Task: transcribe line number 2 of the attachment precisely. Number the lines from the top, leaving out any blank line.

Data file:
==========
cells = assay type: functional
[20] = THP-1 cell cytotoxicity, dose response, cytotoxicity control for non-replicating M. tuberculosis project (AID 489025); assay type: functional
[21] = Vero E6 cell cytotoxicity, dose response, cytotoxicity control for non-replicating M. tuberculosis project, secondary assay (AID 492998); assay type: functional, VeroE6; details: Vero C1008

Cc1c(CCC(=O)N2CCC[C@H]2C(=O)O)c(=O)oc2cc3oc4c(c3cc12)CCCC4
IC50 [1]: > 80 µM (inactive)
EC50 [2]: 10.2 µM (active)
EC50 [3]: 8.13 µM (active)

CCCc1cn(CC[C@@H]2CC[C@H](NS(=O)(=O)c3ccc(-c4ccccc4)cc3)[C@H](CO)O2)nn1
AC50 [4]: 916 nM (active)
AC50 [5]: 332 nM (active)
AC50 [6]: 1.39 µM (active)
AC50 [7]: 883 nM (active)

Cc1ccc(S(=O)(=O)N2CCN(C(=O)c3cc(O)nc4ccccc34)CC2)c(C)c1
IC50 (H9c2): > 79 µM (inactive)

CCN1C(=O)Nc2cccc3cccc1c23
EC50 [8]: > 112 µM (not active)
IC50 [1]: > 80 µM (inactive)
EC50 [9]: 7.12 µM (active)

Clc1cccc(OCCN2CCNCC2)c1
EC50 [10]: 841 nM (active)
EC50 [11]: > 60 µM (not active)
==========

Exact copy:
[20] = THP-1 cell cytotoxicity, dose response, cytotoxicity control for non-replicating M. tuberculosis project (AID 489025); assay type: functional